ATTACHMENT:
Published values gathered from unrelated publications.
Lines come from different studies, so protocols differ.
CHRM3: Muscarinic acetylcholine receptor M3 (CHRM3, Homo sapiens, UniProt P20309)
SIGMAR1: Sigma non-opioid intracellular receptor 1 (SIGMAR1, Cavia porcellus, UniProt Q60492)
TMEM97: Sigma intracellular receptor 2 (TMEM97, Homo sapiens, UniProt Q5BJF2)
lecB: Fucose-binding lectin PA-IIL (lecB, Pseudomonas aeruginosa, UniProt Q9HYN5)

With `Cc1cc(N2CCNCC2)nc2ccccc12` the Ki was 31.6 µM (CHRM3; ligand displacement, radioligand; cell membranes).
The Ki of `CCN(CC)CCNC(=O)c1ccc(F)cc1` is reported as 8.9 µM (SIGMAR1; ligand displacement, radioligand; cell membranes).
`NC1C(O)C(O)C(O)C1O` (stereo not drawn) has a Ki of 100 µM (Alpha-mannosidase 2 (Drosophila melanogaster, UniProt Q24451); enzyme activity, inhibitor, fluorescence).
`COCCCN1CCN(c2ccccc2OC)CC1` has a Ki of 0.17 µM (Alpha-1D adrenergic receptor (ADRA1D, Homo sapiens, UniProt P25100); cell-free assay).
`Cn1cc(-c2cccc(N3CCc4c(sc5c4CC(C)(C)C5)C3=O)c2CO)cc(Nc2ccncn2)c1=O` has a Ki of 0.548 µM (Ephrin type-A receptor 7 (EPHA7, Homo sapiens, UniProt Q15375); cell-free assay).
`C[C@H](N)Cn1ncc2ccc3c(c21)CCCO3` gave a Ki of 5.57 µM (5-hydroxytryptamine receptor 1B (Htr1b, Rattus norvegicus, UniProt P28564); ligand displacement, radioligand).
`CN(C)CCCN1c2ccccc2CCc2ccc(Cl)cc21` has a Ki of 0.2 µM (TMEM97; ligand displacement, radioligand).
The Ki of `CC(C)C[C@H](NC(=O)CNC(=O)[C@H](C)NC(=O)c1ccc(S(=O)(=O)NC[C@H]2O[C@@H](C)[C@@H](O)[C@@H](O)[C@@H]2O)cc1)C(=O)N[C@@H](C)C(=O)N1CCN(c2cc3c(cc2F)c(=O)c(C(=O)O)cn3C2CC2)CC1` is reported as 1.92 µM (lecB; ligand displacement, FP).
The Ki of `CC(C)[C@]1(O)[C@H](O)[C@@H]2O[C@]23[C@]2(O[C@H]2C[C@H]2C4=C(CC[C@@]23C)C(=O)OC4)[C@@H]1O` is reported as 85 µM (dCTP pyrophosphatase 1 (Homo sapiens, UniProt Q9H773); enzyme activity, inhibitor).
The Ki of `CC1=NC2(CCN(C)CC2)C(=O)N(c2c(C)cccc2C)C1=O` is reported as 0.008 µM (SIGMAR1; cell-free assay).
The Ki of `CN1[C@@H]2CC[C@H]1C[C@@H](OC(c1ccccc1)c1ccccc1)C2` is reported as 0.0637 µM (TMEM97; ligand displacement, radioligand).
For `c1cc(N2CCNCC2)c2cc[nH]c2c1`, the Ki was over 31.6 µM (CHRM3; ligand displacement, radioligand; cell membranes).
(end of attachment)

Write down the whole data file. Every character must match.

Published values gathered from unrelated publications.
Lines come from different studies, so protocols differ.
CHRM3: Muscarinic acetylcholine receptor M3 (CHRM3, Homo sapiens, UniProt P20309)
SIGMAR1: Sigma non-opioid intracellular receptor 1 (SIGMAR1, Cavia porcellus, UniProt Q60492)
TMEM97: Sigma intracellular receptor 2 (TMEM97, Homo sapiens, UniProt Q5BJF2)
lecB: Fucose-binding lectin PA-IIL (lecB, Pseudomonas aeruginosa, UniProt Q9HYN5)

With `Cc1cc(N2CCNCC2)nc2ccccc12` the Ki was 31.6 µM (CHRM3; ligand displacement, radioligand; cell membranes).
The Ki of `CCN(CC)CCNC(=O)c1ccc(F)cc1` is reported as 8.9 µM (SIGMAR1; ligand displacement, radioligand; cell membranes).
`NC1C(O)C(O)C(O)C1O` (stereo not drawn) has a Ki of 100 µM (Alpha-mannosidase 2 (Drosophila melanogaster, UniProt Q24451); enzyme activity, inhibitor, fluorescence).
`COCCCN1CCN(c2ccccc2OC)CC1` has a Ki of 0.17 µM (Alpha-1D adrenergic receptor (ADRA1D, Homo sapiens, UniProt P25100); cell-free assay).
`Cn1cc(-c2cccc(N3CCc4c(sc5c4CC(C)(C)C5)C3=O)c2CO)cc(Nc2ccncn2)c1=O` has a Ki of 0.548 µM (Ephrin type-A receptor 7 (EPHA7, Homo sapiens, UniProt Q15375); cell-free assay).
`C[C@H](N)Cn1ncc2ccc3c(c21)CCCO3` gave a Ki of 5.57 µM (5-hydroxytryptamine receptor 1B (Htr1b, Rattus norvegicus, UniProt P28564); ligand displacement, radioligand).
`CN(C)CCCN1c2ccccc2CCc2ccc(Cl)cc21` has a Ki of 0.2 µM (TMEM97; ligand displacement, radioligand).
The Ki of `CC(C)C[C@H](NC(=O)CNC(=O)[C@H](C)NC(=O)c1ccc(S(=O)(=O)NC[C@H]2O[C@@H](C)[C@@H](O)[C@@H](O)[C@@H]2O)cc1)C(=O)N[C@@H](C)C(=O)N1CCN(c2cc3c(cc2F)c(=O)c(C(=O)O)cn3C2CC2)CC1` is reported as 1.92 µM (lecB; ligand displacement, FP).
The Ki of `CC(C)[C@]1(O)[C@H](O)[C@@H]2O[C@]23[C@]2(O[C@H]2C[C@H]2C4=C(CC[C@@]23C)C(=O)OC4)[C@@H]1O` is reported as 85 µM (dCTP pyrophosphatase 1 (Homo sapiens, UniProt Q9H773); enzyme activity, inhibitor).
The Ki of `CC1=NC2(CCN(C)CC2)C(=O)N(c2c(C)cccc2C)C1=O` is reported as 0.008 µM (SIGMAR1; cell-free assay).
The Ki of `CN1[C@@H]2CC[C@H]1C[C@@H](OC(c1ccccc1)c1ccccc1)C2` is reported as 0.0637 µM (TMEM97; ligand displacement, radioligand).
For `c1cc(N2CCNCC2)c2cc[nH]c2c1`, the Ki was over 31.6 µM (CHRM3; ligand displacement, radioligand; cell membranes).